Newspaper article International New York Times

Abused and Violated by Tunisia Police, Then Shamed ; Women Are Preparing to Testify on Torture under 2 Dictatorships

Newspaper article International New York Times

Abused and Violated by Tunisia Police, Then Shamed ; Women Are Preparing to Testify on Torture under 2 Dictatorships

Article excerpt

In an Arab country where women's rights had made advances, women are testifying about abuses under two dictatorships.

She was just 21 when she was arrested by Tunisia's state police, who hauled her into an Interior Ministry office and "beat me up so hard that I don't even remember how I found myself there." But that was not the worst part.

Hamida Ajengui said she was stripped, and hung upside down by a dozen police officers who hurled abuse at her and threatened her with rape.

"I was a girl," Ms. Ajengui, now 46, said in an interview. "I was raised in a certain environment where it is ethical to be a moral, respectable, polite person. Then all of a sudden I was taken to this place where they strip you -- they took all my clothes off -- they leave you completely naked."

Tunisia has embarked on a bold and painful experiment, gathering testimony from victims of six decades of abuses under two dictatorships before its revolution four years ago led to a still- fledgling democracy. Already, thousands have arrived to lodge complaints at the country's Truth and Dignity Commission, which is scheduled to begin public hearings in June with the goal of exposing the violations, making reparations and holding the abusers accountable in a search for national reconciliation.

Just a few months into the process, 12,000 victims have come forward, most of them men. But what has surprised even longtime human rights activists is the number of women starting to tell stories of extreme cruelty, sexual violence and rape.

By far the most difficult and traumatic cases, commission workers say, are accounts like Ms. Ajengui's, because women are seen to embody family honor in this conservative society.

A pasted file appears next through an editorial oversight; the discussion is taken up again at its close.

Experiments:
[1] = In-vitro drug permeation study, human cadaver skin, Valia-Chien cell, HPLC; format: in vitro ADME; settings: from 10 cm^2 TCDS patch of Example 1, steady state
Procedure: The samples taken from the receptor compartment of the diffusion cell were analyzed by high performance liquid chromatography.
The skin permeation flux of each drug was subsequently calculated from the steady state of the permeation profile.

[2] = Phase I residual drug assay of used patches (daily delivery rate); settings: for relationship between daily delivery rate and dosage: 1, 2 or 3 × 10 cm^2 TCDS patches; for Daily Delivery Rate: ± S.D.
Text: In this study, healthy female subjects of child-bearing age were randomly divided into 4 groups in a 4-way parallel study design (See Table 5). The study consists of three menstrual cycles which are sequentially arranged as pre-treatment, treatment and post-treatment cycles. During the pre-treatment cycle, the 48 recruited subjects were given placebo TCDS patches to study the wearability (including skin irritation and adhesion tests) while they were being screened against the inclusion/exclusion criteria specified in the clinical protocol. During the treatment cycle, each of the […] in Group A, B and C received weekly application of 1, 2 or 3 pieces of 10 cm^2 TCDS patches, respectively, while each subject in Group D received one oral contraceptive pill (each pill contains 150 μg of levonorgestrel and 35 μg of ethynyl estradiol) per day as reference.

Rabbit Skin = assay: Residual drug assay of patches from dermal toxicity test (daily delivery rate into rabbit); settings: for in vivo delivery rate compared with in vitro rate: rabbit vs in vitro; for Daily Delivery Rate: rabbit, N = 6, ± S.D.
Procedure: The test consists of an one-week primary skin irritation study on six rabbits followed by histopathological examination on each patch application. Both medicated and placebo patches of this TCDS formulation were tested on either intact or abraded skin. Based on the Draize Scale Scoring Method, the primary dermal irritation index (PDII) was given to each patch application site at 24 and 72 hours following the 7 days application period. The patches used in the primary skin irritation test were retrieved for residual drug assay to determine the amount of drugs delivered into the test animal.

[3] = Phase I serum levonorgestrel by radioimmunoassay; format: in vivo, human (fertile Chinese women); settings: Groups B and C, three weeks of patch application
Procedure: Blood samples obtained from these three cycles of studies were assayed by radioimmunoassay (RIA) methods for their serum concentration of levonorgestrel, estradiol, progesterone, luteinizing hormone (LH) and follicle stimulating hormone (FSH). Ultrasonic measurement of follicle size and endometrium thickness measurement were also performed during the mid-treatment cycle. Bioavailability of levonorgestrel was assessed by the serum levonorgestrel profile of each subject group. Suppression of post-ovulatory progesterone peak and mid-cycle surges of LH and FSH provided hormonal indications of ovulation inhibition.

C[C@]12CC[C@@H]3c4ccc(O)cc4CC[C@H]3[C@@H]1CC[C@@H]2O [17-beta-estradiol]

Women were tortured as brutally as men were. But they suffered an added stigma -- that of rape and sexual assault. Such abuse was used as a systematic and institutionalized form of torture, often directed at women for no reason other than that they were married or related to a member of the opposition.

Others were themselves activists -- leftists, nationalists, unionists, Islamists or students -- who were arrested alongside their male colleagues. Ms. Ajengui's offense was that she was raising money to help support prisoners' families.

Prisoners, men and women, found themselves not only ostracized, but also blocked from jobs and education, and made to sign in at a police station two or three times a day. "It was like a punishment to your whole life," Ms. Ajengui said.

After waterboarding, electrocution, beatings and rape with wooden sticks and police batons, the women suffered miscarriages and lasting internal injuries that have left them psychologically scarred. Some still live in thrall to their torturers, whom they see in their neighborhoods. During interviews with a half-dozen women who were tortured, none could relate what happened without weeping.

"We had this paradox," said Sihem Bensedrine, a former journalist and human rights activist who leads the Truth and Dignity Commission. Both dictatorships -- under Habib Bourguiba and then Zine el-Abidine Ben Ali -- vaunted policies that led the Arab world in advancing women's rights, she noted.

"Ben Ali did a lot of 'feminization,"' Ms. Bensedrine said. "But there were massive violations against women, especially rape, more than we thought."

Women were raped in their own homes or neighborhood police stations while their husbands were in prison, she said. …

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